Several studies have already addressed binge drinking and other high-risk behaviors, especially in college-age individuals, but this study differed because it addressed those that had been diagnosed with alcohol dependence.

The study also attempted to report issues that are more specific than just “heavy drinking” in self-reported surveys, through the use of clinical diagnoses given by a trained interviewer.

Related studies have been done in the past, but this one stands out because of its focus on clinical diagnoses.

The study also differed from previous research because other studies usually considered lower numbers of sex partners.

“I haven’t seen any studies that actually look at more than six partners, so this study is also new in that way. We were looking at a higher number of sex partners,” said Cavazos-Rehg.

Other studies on how alcohol use influences sexual activity are in progress as well, including the age at which an individual first engages in sexual intercourse.

Freshman Ben Ingell was not surprised by the results of the study.

“I could [understand] that. I think the drinking on this campus is about average,” said Ingell.

The study utilized the Diagnostic Statistical Manual to determine which individuals qualified as alcohol dependent. Criteria include withdrawal symptoms, interference with work or school and hazardous behavior. Multiple criteria must often be met for an individual to be classified as substance dependent. The most prominent symptoms are heavy and persistent use of alcohol.

International students struggle to adapt to campus sexual culture

Wednesday, February 13th, 2008 | Johann Qua Hiansen

As international students adjust to the United States, they are surrounded on all sides by new things. For many however, the biggest adjustment comes in dealing with the different sexual landscape on campus.

For example, seeing multiple couples hook up at W.I.L.D is a shocking introduction to the U.S. for many international students.

While international students adjust to living in St. Louis and studying at Washington University in the first few months, they also need to adjust to a culture of dating, hook-ups and on-campus romance.

“I was surprised that many people have had sex here,” said Renault, a student from Taiwan who asked not to be identified by his full name. “I thought students here would have more self control. In Taiwan, sex is like marriage. It’s very serious.”

Several international students come from cultures where the general public usually frowns upon public displays of intimacy and pre-marital sex.

“Korean culture is very conservative,” said freshman Chan Lee, from South Korea. “A typical Korean would find it awkward.”

The definition of a relationship and how far one can go with a significant other also differs overseas.

“I haven’t seen much of dating in the freshman year,” said freshman Canan from Turkey. “It’s mostly based on hookups, which is not the case back home. It’s less physical in the beginning [in Turkey].”

“Here, it’s easier to [distinguish between a] hookup or to be in a serious relationship”, said freshman Ken Sakamoto from Japan. “Japan is more in-between.”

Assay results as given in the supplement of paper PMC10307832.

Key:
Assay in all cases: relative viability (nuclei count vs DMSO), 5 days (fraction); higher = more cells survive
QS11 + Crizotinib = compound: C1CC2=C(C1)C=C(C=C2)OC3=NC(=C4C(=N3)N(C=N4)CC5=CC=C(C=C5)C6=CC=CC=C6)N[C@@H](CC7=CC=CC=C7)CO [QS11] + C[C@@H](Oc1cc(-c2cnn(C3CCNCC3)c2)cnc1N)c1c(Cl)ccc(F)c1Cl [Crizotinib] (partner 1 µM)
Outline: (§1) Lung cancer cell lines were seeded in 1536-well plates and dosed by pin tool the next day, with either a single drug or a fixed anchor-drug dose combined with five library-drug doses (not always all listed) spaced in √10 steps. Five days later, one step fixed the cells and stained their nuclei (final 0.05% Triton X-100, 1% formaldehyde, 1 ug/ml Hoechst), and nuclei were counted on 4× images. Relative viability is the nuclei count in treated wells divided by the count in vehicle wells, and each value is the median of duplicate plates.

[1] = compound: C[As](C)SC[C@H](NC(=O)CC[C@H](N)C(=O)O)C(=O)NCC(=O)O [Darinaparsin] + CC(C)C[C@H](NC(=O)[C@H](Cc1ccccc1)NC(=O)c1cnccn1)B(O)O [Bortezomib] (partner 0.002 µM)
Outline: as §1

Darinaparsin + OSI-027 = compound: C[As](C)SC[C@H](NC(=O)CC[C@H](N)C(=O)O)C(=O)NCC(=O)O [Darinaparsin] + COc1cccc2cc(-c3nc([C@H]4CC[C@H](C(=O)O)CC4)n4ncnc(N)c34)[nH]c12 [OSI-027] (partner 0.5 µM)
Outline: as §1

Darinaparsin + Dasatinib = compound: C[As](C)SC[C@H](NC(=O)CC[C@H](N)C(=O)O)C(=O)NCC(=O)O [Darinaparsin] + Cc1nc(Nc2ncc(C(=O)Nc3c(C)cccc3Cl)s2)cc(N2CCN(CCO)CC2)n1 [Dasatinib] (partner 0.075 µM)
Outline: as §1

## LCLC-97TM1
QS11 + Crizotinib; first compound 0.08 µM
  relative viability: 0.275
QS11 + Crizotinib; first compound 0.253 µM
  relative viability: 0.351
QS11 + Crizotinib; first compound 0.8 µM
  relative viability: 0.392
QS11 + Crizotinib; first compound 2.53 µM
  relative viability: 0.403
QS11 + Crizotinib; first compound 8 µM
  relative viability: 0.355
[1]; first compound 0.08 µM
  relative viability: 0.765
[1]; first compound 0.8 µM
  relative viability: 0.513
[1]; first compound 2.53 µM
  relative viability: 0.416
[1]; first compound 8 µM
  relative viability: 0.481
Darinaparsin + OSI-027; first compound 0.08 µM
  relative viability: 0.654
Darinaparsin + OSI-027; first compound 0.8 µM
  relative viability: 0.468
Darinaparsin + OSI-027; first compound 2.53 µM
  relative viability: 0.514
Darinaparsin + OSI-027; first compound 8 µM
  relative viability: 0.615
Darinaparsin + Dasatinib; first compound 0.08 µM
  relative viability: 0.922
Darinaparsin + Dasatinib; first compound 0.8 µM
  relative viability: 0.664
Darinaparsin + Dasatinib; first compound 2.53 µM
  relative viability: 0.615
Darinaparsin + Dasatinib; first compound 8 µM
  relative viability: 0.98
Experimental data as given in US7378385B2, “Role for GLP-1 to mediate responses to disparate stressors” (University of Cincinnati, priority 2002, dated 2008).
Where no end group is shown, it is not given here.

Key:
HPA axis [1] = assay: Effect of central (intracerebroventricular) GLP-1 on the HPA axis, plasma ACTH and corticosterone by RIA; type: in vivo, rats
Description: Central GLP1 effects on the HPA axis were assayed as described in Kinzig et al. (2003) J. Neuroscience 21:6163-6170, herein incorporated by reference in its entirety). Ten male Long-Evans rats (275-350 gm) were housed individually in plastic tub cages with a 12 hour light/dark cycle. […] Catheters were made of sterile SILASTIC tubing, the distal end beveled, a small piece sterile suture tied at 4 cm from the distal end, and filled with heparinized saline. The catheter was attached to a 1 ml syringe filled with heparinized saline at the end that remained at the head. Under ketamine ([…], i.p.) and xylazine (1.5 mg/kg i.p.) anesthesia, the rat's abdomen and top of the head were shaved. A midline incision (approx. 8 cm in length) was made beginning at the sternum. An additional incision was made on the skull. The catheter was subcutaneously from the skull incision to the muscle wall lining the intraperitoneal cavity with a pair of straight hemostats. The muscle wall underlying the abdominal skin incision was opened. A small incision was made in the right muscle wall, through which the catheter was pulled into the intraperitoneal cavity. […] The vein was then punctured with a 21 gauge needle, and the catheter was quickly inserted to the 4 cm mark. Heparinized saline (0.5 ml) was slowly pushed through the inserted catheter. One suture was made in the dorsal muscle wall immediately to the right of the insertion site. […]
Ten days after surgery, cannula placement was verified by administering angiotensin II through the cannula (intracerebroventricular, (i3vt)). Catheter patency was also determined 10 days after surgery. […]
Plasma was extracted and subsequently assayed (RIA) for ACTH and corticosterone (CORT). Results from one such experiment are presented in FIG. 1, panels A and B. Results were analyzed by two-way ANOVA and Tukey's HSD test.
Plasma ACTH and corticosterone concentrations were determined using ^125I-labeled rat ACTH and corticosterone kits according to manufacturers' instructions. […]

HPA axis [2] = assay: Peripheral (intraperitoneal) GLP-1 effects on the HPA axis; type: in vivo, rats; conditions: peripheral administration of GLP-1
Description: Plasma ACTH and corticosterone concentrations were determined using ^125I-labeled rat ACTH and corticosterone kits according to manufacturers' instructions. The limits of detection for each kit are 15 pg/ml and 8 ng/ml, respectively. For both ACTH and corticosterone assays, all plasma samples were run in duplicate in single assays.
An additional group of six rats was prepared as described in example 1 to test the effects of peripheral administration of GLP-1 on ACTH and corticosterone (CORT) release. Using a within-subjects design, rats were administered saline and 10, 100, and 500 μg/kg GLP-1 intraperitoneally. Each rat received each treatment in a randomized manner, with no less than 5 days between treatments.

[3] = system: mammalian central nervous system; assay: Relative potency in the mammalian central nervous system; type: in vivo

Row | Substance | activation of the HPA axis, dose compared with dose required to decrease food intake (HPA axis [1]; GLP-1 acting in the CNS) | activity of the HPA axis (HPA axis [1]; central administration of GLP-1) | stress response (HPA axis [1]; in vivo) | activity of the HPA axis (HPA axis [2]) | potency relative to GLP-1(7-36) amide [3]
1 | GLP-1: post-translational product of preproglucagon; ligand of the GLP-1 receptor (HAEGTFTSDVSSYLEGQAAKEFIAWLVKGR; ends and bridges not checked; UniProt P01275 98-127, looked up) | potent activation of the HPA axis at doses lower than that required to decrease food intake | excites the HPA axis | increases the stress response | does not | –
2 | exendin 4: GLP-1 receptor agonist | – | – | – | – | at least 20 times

The initial interaction between males and females is also different overseas from what students have experienced. “In Turkey, guys are more flirty,” said Canan. “Girls have to try a lot more [here].”

Freshman Tina Wang, who is from Taiwan, lived in El Salvador for several years before coming to St. Louis. “Latin America is a very affectionate place,” said Wang.

According to Wang, two people may not have even exchanged names before kissing each other on the cheeks. On the other hand, as the region is largely Catholic, making out in public is uncommon. “I don’t see everyone grabbing each other,” said Wang.

Many international students had encountered American culture before, especially in the form of television shows such as “One Tree Hill” and movies such as “Old School.” “The extent to which it is publicized is ridiculous and blatantly offensive,” said another freshman from Taiwan. “It’s completely unethical.”

For some students, these early encounters with U.S. media have either caused outrage or helped cushion the shock of seeing someone “sexiled” or hearing about a neighbor’s hookup experience.

As American culture spreads to other countries in the form of language and multimedia, the values of local societies, especially amongst young people, have been liberalized.

“Taiwanese values are changing,” said freshman Anny Chung from Taiwan. “My grandma would be shocked. In the beginning, I felt uncomfortable but now I guess I’m used to it.”

At the same time, however, all students interviewed for this article agreed that the movies they saw did not completely and truthfully reflect American culture in the dating arena.

Some students cited their ability to legally drink at an earlier age as preventing them from having any regrettable hookups of their own.

“It puts us at an advantage,” said William Hsu from Hong Kong. “We know our limits.”

Most of the students interviewed were ambivalent regarding their classmates and peers engaging in public displays of affection. Many of them have already gotten used to the stories they hear or the things they witness.

“It struck me how people here are more explicit about sex and relationships,” said Chung. “[But] people can do what they want with their lives.”